There is something intriguing about our relationship with our immediate environment, on one level it is total, literal and obvious, it’s there we walk around in it and so on, yet paradoxically it is also linked to our psychology, individual and collective, both defining us and constructed by us. Public spaces increasingly seem commercialised/controlled and yet can still explode in riots or protest, this unpredictability creates tension.
I am interested in the way that we relate to one another and with space, how the environments we inhabit structure and dictate these relationships and create both opportunities for emancipation but also the deep alienation and separateness felt by many in large cities, the hunger for a new 21st century Utopian vision that doesn’t seem to come.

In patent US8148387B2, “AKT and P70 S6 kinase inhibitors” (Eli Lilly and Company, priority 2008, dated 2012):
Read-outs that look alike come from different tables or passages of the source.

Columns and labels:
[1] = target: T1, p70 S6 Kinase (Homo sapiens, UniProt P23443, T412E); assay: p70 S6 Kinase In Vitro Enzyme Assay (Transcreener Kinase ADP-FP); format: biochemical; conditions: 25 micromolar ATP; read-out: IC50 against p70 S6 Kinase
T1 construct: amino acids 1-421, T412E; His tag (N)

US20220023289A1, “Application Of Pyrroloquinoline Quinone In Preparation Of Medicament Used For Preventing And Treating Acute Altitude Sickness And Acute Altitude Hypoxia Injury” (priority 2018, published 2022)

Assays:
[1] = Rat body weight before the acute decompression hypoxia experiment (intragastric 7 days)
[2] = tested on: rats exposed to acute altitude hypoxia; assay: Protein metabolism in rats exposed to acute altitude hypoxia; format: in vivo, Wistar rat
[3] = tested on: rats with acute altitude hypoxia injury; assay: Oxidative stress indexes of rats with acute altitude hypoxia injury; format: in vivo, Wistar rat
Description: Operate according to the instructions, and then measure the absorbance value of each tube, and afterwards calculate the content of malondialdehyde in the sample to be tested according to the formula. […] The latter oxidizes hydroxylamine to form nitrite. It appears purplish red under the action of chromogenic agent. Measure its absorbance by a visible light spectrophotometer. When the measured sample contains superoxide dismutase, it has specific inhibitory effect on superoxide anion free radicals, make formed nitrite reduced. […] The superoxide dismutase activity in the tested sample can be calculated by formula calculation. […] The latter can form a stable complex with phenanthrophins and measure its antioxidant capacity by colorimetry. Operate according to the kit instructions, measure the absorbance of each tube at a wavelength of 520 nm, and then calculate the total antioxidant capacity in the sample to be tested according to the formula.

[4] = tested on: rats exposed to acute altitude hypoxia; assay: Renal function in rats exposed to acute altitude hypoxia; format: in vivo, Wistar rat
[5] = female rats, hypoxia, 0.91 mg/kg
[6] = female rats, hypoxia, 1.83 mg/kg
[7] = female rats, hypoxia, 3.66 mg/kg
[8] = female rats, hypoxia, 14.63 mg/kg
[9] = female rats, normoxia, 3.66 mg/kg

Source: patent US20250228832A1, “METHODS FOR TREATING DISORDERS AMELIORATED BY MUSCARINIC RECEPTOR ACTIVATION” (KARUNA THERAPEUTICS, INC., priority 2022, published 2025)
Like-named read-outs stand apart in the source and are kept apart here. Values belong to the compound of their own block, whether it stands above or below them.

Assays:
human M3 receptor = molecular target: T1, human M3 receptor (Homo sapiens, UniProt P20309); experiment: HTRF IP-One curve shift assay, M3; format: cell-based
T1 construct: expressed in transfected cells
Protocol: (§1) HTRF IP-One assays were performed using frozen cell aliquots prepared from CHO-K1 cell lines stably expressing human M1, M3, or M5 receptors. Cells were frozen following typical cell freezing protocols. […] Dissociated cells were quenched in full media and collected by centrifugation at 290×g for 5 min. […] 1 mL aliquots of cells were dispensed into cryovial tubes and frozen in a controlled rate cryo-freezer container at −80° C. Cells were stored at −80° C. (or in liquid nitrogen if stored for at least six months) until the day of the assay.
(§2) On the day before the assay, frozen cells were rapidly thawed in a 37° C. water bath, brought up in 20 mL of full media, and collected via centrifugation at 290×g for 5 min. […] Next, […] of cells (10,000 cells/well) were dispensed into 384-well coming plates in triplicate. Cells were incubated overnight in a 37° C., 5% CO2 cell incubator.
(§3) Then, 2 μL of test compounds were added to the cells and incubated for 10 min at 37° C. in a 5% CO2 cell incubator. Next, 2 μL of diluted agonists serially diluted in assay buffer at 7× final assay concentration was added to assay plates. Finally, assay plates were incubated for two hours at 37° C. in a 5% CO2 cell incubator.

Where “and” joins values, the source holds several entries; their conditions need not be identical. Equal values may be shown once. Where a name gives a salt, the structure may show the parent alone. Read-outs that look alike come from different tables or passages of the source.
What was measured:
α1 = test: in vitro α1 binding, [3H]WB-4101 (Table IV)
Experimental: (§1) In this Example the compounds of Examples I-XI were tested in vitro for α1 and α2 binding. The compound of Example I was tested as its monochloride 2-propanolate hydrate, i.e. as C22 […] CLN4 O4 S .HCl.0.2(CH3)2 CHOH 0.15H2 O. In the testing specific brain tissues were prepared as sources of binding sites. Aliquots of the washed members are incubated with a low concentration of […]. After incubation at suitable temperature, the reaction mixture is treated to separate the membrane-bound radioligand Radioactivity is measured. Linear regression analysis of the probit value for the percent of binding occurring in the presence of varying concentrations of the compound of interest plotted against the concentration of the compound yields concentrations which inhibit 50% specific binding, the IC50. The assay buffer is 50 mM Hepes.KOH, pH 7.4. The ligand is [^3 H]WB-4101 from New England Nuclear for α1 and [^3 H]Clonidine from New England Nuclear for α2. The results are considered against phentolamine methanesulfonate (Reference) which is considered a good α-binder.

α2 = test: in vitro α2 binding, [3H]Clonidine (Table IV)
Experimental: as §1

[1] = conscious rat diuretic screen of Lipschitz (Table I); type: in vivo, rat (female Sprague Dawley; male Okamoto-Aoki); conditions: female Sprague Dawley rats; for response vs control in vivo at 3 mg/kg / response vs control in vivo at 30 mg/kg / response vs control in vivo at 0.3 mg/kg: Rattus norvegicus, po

More and more we relate with screens, we are entertained by them get information from them and increasingly socialise through them, these are often in private places and involve separate people interfacing with computers, TVs and ads, but our bodies exist in space, literal space and it’s this literal space which interests me from the lofty ideology of the international style, tower blocks meant to civilise 20th century peoples to our own ‘modern’ concerns about communal areas and green quotas we are still very much embeddedin manufactured architectural experiments.
Using the critical tactics of deconstruction, my work explores and questions accepted notions of form, function, permanence, harmony, order, meaning and beauty.